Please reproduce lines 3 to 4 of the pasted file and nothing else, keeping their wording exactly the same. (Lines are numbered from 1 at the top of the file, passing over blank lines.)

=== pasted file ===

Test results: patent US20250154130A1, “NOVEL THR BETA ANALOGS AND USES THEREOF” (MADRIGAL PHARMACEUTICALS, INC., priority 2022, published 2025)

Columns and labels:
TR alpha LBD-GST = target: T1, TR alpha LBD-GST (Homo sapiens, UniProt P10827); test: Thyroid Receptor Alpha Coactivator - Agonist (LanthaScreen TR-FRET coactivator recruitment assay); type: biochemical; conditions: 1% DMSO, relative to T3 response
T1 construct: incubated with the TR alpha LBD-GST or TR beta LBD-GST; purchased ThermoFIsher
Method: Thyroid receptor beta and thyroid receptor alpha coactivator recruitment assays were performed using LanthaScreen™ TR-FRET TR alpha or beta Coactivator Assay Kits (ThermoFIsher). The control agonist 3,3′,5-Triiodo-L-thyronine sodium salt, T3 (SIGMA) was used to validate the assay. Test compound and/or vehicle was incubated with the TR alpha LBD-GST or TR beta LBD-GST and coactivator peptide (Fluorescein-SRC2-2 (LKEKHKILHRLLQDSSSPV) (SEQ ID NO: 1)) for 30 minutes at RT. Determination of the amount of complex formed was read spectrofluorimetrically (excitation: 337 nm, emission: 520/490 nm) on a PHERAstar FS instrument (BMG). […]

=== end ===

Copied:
TR alpha LBD-GST = target: T1, TR alpha LBD-GST (Homo sapiens, UniProt P10827); test: Thyroid Receptor Alpha Coactivator - Agonist (LanthaScreen TR-FRET coactivator recruitment assay); type: biochemical; conditions: 1% DMSO, relative to T3 response
T1 construct: incubated with the TR alpha LBD-GST or TR beta LBD-GST; purchased ThermoFIsher